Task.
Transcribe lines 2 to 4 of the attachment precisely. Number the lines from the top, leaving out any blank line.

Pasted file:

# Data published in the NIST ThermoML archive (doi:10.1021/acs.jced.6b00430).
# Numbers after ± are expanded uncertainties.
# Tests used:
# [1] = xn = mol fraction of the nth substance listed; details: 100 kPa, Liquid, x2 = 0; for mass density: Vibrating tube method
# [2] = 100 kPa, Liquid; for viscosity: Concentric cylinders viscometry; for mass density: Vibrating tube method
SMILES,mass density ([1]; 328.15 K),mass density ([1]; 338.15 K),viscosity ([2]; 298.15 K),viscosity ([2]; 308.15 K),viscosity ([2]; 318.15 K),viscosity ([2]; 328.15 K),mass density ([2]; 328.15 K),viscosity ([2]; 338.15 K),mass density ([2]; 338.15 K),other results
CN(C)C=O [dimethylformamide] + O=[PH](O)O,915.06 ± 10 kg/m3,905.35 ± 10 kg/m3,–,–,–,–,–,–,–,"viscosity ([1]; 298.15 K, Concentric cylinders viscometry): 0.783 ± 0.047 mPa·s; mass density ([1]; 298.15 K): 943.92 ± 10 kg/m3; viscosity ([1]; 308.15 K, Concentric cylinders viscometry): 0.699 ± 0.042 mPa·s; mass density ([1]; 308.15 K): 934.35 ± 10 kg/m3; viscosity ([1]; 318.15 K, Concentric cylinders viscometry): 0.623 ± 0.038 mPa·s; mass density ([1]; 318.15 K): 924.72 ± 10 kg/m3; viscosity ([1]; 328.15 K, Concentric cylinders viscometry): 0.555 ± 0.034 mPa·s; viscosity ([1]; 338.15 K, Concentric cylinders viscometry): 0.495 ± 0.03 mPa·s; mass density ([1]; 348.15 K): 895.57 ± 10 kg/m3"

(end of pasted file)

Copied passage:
# Numbers after ± are expanded uncertainties.
# Tests used:
# [1] = xn = mol fraction of the nth substance listed; details: 100 kPa, Liquid, x2 = 0; for mass density: Vibrating tube method